City Council to hear electric scooter regulations next Tuesday

Samantha Ye

Electric scooters may soon have a path into Fort Collins.

City staff will request City Council approve a set of updates to the City Code regarding e-scooters and other shared and/or portable mobility devices Feb. 19 and March 5, according to a press release from the City.

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Staff is also finalizing a potential Request for Proposals process and an encroachment permit process, wrote Amanda Mansfield, a transportation planner with FC Moves, in an email to The Collegian.

The RFP would invite e-scooter companies to “submit a proposal for a plan to develop, install, own, operate and maintain an e-scooter share program,” according to a recent press release. It would be administered in cooperation between the City and Colorado State University.

The draft RFP document includes several policy regulations e-scooter vendors would have to agree to adhere to as part of the RFP process. These include:

  • Vendor will ensure that e-scooters operate at a maximum speed of 15 mph.
  • Vendor will ensure that e-scooters are parked only in approved areas:
    • In the section of the sidewalk between the curb and the through zone,
    • Beside a bicycle rack not obstructing the pedestrian walkway
    • In designated e-scooter parking areas.
  • Vendor will help educate users on how to safely operate the device, encourage parking compliance and keep sidewalks free of device clutter, using innovative technological tools, strategies, and methodologies.
  • Users will be expected to dismount and walk their scooters at dismount zones, denoted by signs, in Old Town and at CSU.
  • Riders will be strongly encouraged, but not required by law, to wear helmets.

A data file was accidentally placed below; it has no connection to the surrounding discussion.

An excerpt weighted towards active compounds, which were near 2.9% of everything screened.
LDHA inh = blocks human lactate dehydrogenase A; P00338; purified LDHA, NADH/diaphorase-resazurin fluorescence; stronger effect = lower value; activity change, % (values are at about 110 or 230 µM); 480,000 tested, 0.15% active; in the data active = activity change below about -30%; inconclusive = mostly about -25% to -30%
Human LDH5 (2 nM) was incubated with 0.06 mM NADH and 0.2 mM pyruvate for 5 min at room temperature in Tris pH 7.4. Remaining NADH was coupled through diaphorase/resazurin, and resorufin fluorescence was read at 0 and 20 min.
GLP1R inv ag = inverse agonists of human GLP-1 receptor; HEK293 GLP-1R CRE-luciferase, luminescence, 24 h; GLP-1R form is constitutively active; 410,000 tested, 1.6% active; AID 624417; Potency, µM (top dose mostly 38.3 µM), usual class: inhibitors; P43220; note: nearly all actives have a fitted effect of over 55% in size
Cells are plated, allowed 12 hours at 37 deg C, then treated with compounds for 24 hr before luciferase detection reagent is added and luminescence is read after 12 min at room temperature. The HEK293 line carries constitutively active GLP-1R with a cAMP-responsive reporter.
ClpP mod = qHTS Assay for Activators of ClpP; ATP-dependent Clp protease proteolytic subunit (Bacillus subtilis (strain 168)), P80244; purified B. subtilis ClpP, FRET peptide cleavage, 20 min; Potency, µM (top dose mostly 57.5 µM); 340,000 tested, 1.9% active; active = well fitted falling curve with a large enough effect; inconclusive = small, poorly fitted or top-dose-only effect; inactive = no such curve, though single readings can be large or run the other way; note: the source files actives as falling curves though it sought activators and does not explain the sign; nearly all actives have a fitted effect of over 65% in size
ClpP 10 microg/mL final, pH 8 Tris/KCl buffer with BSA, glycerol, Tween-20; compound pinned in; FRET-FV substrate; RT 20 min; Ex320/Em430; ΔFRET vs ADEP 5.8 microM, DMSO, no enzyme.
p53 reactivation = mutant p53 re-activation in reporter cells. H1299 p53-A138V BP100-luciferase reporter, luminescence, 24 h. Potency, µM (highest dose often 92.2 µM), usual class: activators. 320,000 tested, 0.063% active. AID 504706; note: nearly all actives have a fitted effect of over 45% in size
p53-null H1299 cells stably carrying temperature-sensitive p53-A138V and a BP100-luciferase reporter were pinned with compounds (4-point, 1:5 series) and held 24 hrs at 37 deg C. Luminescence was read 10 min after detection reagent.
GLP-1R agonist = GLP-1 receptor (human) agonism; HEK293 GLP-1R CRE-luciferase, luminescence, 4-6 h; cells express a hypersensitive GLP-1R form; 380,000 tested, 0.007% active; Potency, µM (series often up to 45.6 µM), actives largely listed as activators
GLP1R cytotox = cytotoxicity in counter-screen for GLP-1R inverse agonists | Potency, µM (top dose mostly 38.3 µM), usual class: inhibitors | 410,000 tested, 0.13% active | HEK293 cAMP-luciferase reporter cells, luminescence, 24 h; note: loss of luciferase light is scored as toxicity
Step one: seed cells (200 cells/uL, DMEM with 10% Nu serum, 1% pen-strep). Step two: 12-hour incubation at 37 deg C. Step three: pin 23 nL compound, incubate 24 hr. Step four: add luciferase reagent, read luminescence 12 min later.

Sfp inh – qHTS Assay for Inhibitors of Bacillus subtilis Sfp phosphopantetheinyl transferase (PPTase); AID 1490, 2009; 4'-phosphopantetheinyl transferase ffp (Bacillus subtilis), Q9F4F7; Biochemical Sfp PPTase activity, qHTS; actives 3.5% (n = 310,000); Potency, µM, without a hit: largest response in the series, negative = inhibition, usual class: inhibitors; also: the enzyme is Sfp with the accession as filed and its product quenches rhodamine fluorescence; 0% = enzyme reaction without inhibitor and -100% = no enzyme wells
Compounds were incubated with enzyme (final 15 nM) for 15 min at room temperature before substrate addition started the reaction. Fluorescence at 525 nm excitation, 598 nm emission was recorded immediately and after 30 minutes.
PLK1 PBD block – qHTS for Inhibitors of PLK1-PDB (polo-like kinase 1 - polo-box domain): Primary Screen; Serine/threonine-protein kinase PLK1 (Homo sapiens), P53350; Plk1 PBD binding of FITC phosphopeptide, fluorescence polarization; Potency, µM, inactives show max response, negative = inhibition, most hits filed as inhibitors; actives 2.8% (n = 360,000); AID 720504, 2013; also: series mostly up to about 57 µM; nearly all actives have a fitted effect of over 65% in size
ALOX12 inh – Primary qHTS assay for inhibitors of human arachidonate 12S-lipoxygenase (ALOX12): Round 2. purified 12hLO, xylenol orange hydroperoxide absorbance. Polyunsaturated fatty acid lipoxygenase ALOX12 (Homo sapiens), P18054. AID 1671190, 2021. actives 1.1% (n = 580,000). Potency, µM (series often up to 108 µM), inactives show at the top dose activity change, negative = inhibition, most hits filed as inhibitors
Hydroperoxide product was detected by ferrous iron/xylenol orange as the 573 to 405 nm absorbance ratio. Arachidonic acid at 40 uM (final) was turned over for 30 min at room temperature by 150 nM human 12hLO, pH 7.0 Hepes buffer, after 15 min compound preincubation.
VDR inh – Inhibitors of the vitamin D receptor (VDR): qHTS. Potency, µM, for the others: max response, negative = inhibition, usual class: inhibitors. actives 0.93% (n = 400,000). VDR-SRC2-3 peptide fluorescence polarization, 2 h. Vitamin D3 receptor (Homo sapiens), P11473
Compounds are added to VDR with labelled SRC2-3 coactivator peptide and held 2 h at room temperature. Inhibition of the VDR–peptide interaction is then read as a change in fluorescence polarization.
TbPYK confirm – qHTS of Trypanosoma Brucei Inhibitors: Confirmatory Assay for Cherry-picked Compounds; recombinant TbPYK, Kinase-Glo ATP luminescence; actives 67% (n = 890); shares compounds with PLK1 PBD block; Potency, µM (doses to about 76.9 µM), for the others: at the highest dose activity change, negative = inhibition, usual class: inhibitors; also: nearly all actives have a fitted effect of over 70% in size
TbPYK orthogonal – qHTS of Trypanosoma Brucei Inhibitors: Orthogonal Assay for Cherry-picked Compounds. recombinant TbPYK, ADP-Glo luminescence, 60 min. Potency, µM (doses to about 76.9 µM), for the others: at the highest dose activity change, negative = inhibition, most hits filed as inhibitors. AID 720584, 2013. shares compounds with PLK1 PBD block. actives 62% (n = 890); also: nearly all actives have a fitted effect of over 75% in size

Similar to bike-sharing, an e-scooter share program allows residents to scoot where they need for a small fee, and then leave the e-scooter for the next rider, according to Vox.

The move to include scooters in Fort Collins’ multimodal lifestyle comes as e-scooter programs have sprung up all over the nation’s largest cities, including Denver, “seemingly out of nowhere,” wrote 5280.

With prepared regulations, Fort Collins is hoping to avoid issues of sidewalk clutter and hazardous riding. If successfully managed, the use of e-scooters in Fort Collins could reduce motorized vehicle emissions, improve air quality and expand sustainable travel throughout the city, according to the press release. They could also serve as an additional sustainable travel option for those who are mobility-challenged. E-scooters could help fill first mile/last mile geographic gaps in the City’s transit system, which is the distance between someone’s home or workplace and the transit center, according to Marketplace.

“FC Moves is dedicated to promoting alternative, sustainable modes of transportation, and we think of e-scooters as a good opportunity to expand the suite of alternative transportation options,” Mansfield said. “We think of it as something that could compliment bike share and compliment transit.”

Samantha Ye can be reached at news@collegian.com or on Twitter @samxye4.